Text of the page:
This article can help you troubleshoot issues related to 504/502/gateway errors. When troubleshooting, it can be helpful to understand how the processing works between nginx and PHP, which is often used for high performance web application hosting, like WordPress.
Common errors that occur that are connected to this configuration:
- 504 Gateway Timeout
- Gateway Timeout (504)
- HTTP Error 504 – Gateway Timeout
- Gateway Timeout Error
- 502 bad gateway
- Bad Gateway
Background to gateway errors
Traditional web servers use Apache to respond to HTTP requests, then if there’s a PHP app running (like WordPress), they’ll interact with PHP directly like this:
Apache -> php-fastcgi
But over the years apache became bloated, eating up lots of ram and disk IO resources for every single visitor to the site, so web developers decided to build replacement HTTP servers, one such server being nginx. We use it to ensures the websites we host are responding as quickly as possible.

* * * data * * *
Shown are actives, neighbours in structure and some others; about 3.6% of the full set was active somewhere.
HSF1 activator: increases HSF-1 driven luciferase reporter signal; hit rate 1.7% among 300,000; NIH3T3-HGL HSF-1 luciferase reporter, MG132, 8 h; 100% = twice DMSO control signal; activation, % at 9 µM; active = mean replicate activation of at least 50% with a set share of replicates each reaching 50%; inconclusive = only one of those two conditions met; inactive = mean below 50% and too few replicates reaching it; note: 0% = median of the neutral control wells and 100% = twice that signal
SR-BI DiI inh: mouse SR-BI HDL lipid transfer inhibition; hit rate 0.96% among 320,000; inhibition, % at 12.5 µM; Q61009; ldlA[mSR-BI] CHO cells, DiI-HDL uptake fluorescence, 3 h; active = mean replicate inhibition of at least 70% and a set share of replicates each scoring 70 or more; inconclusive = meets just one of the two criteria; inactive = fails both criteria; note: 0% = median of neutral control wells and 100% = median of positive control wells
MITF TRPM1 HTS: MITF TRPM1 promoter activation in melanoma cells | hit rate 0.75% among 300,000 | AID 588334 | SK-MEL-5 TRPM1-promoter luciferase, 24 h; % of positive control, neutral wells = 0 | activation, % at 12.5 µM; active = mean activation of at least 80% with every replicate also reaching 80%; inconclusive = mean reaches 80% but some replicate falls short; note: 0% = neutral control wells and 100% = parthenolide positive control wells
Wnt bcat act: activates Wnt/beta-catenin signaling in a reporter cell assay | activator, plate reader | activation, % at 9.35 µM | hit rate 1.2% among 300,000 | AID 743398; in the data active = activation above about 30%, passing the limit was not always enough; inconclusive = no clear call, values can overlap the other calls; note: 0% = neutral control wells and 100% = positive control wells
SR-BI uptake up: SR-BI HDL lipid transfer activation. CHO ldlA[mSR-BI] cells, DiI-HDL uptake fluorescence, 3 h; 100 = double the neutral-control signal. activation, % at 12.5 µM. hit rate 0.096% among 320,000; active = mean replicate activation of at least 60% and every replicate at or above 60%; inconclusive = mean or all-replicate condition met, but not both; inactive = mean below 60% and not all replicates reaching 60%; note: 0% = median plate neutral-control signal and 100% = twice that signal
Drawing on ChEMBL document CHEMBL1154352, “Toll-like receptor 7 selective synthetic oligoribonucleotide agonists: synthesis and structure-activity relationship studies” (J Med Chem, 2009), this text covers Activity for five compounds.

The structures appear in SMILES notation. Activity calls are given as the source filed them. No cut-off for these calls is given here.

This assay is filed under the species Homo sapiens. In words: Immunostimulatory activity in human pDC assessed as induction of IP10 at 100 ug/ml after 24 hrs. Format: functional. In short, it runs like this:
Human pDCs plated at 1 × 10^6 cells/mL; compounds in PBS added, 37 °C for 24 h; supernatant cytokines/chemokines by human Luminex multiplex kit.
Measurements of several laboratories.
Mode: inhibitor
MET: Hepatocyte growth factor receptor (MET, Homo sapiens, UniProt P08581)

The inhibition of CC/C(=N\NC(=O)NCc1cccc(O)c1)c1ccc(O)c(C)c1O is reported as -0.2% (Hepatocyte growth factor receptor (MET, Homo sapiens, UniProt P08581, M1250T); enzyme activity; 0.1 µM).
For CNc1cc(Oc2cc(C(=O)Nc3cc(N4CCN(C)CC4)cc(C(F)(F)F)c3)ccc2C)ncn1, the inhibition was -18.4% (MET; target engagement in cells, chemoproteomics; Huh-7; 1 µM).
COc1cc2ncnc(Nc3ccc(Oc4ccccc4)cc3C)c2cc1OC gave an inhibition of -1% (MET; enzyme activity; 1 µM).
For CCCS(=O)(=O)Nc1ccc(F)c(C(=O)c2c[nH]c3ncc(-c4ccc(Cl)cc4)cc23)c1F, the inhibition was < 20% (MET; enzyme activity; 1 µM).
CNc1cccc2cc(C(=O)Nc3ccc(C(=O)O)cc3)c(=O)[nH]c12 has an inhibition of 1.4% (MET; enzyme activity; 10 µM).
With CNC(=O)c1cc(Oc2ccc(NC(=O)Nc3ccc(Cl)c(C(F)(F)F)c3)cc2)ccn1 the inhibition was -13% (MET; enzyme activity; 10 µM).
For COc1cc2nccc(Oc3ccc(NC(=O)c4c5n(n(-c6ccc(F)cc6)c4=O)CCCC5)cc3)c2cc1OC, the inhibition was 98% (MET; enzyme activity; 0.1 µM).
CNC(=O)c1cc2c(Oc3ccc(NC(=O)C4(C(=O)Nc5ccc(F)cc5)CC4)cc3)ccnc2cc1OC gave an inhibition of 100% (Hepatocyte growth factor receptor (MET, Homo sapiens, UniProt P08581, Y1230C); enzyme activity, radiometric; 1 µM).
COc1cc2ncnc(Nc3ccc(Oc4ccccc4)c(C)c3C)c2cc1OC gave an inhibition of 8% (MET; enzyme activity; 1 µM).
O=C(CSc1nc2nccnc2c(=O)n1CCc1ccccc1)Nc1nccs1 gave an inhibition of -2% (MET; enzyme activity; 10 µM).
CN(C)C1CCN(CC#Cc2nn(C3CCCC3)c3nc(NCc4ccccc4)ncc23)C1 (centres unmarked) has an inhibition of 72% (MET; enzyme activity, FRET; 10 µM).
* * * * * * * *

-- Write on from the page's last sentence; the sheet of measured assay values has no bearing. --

Adding nginx to the mix results in the above changing to look like this:
nginx -> apache -> php-fpm
nginx acts as a gateway sending requests through to apache and PHP. If there’s a problem ‘downstream’ — such as with apache or php — you often get a gateway error, like 502 Bad Gateway or 504 Gateway Timeout.
Troubleshooting Gateway Errors
The primary way to help narrow things down is to check the logs to see what’s being reported. sometimes the logs will simply report a 502 or 504 error — just like you’re seeing in the browser — which won’t be helpful. But sometimes you might see an error or warning logged just prior to the Gateway error that will pinpoint what plugin or theme is causing the error.